The 6 Ways Small Businesses Can Stay Competitive In SEO

Competitive In SEO

Search engine optimization (SEO) is more popular than ever as a marketing strategy these days, and one of the biggest reasons for its mass appeal is its scale and sheer potential. There arebillions of searches per day, performed by people all over the world, so optimizing your site to rank higher for these searches has practically unlimited potential. But can small businesses hope to capitalize on this potential when there are so many big businesses competing with them?

Popularity and Time

There are two problems with this “infinite potential” model. First, SEO has become incredibly popular–most businesses now have an online presence, and the vast majority of them are actively competing for more visibility online. Second, SEO has been around since the dawn of the Internet, and major corporations who have been pouring millions of dollars into their online strategies are pretty much untouchable in terms of rankings.

These two issues make it seem practically impossible to many small business owners–with limited resources and little existing domain authority–to break onto the scene. But it is possible for small and local businesses to gain an edge with these six strategies:

1. Zero in on a specific niche.

Your first job is to cut down the competition. Not all search terms get the same amount of search volume, and not all terms carry the same amount of competition. If you’re worried about squaring off against major national competitors, refine your target market to a more specific niche. This will cut down the amount of competition you face, and increase your relevance for that specific niche–you’ll be working with lower search volume, but you’ll rank faster and become more relevant for your audience. For example, you could focus on one specific demographic, or target a specific point in the buying cycle.

2. Target overlooked long-tail keywords.

There are two main “types” of keywords, with a bit of gray area in between. “Head” keywords are short, like “bike tire,” and feature high volume and high competition. “Long-tail” keywords are long, often using conversational sentence structures like “how do I change a flat bike tire,” and feature lower search volume but correspondingly lower competition. You can rank for these search terms easily because of how specific they are. Refine your keyword targeting strategy to focus on more long-tail keyword terms.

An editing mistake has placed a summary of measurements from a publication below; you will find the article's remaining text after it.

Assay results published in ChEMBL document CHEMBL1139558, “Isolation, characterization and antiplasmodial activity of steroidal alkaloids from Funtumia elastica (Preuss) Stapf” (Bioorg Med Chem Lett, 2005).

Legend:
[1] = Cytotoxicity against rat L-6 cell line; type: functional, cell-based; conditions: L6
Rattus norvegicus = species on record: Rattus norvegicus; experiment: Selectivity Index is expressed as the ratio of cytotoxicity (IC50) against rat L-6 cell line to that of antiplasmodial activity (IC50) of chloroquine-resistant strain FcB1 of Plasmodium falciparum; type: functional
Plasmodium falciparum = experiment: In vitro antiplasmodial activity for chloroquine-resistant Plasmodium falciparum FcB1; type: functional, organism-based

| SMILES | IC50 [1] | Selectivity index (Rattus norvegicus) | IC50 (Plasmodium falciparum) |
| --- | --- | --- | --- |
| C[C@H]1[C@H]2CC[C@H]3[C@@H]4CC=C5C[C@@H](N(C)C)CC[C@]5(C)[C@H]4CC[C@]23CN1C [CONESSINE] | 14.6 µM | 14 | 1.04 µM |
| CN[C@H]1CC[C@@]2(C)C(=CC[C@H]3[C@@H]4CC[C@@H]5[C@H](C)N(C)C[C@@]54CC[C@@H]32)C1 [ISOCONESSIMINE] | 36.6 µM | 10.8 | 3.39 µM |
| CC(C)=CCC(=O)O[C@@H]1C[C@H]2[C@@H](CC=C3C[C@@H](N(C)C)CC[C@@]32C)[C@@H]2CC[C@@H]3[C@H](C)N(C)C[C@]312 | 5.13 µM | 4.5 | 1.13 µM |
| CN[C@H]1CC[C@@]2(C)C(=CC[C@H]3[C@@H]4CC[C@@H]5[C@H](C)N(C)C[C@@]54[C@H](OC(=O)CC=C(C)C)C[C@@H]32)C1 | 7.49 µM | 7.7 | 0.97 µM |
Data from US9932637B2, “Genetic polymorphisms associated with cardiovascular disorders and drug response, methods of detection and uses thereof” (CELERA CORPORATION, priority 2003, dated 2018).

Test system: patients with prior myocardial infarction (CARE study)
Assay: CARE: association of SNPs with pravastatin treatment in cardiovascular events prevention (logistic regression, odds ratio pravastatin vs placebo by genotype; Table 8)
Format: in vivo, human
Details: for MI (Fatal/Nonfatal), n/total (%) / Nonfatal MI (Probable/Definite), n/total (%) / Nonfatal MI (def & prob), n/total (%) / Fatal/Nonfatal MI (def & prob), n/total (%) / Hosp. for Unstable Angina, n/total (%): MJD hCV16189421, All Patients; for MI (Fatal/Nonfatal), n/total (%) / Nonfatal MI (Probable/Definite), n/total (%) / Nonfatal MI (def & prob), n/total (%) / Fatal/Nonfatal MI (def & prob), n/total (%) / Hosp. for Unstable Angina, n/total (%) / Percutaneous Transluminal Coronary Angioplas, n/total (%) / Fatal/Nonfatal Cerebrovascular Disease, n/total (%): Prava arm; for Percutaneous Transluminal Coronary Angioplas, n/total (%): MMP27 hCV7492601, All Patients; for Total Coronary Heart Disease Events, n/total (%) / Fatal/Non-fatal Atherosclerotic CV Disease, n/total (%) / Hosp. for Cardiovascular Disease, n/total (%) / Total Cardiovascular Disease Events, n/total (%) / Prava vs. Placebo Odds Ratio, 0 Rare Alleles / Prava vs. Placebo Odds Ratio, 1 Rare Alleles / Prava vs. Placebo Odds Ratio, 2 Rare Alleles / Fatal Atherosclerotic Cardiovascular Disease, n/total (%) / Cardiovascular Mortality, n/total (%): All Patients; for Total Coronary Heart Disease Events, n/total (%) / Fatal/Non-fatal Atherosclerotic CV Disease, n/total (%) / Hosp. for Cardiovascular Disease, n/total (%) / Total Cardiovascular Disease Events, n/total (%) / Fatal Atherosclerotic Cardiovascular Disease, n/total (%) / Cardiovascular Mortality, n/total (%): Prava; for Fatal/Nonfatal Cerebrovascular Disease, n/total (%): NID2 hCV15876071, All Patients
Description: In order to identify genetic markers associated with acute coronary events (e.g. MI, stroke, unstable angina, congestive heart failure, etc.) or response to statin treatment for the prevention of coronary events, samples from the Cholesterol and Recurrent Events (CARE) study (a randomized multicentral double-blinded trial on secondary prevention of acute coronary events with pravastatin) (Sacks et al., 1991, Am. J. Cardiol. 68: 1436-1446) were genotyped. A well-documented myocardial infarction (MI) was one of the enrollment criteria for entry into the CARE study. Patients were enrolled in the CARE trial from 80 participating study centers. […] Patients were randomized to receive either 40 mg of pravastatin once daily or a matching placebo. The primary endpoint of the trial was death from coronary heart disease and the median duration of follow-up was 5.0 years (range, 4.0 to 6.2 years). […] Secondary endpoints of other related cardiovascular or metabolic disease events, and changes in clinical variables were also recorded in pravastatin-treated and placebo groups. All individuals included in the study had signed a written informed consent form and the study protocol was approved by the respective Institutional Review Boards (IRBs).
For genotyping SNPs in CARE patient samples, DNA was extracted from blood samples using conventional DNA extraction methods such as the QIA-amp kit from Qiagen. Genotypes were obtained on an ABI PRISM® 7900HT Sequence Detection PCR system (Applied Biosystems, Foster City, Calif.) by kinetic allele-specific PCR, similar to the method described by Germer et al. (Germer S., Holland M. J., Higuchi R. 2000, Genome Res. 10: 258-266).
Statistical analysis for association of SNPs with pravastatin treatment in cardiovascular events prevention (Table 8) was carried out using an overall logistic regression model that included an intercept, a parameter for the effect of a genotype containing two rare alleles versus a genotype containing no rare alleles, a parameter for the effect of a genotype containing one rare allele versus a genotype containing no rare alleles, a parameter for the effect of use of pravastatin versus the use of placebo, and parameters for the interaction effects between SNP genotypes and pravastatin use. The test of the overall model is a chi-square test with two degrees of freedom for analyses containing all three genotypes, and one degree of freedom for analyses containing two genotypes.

3. Prioritize local optimization.

Local search results rely on a different algorithm than Google’s national search framework. You may notice when you perform a local search that the top three relevant brands for your search appear in a box (with links to a website, directions, and a prompt to call on mobile devices) above typical organic search results. It’s possible to optimize your site to appear for these local searches; not only will you get a “free pass” by getting featured above the typical national search results, but you’ll face far less competition in the process. As an added bonus, you’ll get more locally relevant traffic for your site.

4. Use the power of personal brands.

Personal brands have a number of advantages over corporate brands. They’re instantly more trustworthy, they have a higher likelihood of being featured in offsite publishers, and if used independently from your local business, they’ll provide an additional potential route of traffic and visibility for your corporate brand. Start developing your key leadership and personnel through content and social media, and tie those personal brands back to your core corporate brand.

5. Work with local publishers.

Major corporations will have more power and resources to force an increase in their content’s visibility (through things like paid advertising), but as a small business owner, you’ll have more relevance in local publications, like local newspapers, blogs, and forums. Work with those publishers to build more of a reputation for yourself, and get involved in more local projects and volunteer opportunities to help your community impact grow. The more connected you are, the more potential search visibility you’re going to receive.

6. Build up a reputation with reviews and social media.

A big part of local SEO depends on the quality and quantity of the reviews you receive, but you can also generate independent buzz by cultivating more reviews (especially on offsite directories and social media). Work with your existing clients and regular customers to start developing better reviews and more visibility for your business. In turn, you’ll get more visibility and more peripheral traffic (bypassing and complementing the organic search route), but you’ll also get more inbound links and more “real estate” throughout the web, which can increase your overall organic search visibility.

The truth is, small businesses can be just as competitive as big businesses when it comes to SEO. They aren’t able to reach the same number of people, but they can receive huge increases in visibility, reputation, traffic, and eventually sales.

Knowing your strengths and weaknesses as a small enterprise means avoiding competing in areas where you’re outclassed, and instead focusing on where you can make the biggest impact.

This article was originally written for searchengineguide . Read the original article here.


ABOUT THE AUTHOR

jaysondemers

Jayson DeMers is the founder & CEO of AudienceBloom, a Seattle-based content marketing & social media agency. You can contact him on LinkedIn, Google+, or Twitter.